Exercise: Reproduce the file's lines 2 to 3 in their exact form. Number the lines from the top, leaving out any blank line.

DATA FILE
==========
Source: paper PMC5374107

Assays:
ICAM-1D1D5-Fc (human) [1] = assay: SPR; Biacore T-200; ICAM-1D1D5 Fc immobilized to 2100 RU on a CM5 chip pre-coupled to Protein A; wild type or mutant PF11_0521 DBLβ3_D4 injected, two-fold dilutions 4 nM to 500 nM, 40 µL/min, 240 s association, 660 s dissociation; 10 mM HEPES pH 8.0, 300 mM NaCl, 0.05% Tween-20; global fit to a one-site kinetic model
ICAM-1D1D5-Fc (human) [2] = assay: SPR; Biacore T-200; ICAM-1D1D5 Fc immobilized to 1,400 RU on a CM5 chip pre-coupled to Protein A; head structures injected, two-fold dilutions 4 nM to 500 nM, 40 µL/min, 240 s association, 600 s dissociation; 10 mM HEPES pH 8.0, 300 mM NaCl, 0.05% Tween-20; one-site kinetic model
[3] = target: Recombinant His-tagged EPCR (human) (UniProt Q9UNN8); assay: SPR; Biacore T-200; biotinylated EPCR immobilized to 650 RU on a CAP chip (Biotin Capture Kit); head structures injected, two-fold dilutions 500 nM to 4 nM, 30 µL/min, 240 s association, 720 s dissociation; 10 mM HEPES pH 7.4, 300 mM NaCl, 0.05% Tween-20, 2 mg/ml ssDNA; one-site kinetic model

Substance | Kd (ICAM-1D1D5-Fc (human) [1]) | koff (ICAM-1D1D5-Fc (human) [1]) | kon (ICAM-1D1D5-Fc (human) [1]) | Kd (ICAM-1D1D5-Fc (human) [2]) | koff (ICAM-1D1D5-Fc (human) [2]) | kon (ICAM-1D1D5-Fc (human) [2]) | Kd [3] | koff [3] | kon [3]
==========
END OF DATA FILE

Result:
Assays:
ICAM-1D1D5-Fc (human) [1] = assay: SPR; Biacore T-200; ICAM-1D1D5 Fc immobilized to 2100 RU on a CM5 chip pre-coupled to Protein A; wild type or mutant PF11_0521 DBLβ3_D4 injected, two-fold dilutions 4 nM to 500 nM, 40 µL/min, 240 s association, 660 s dissociation; 10 mM HEPES pH 8.0, 300 mM NaCl, 0.05% Tween-20; global fit to a one-site kinetic model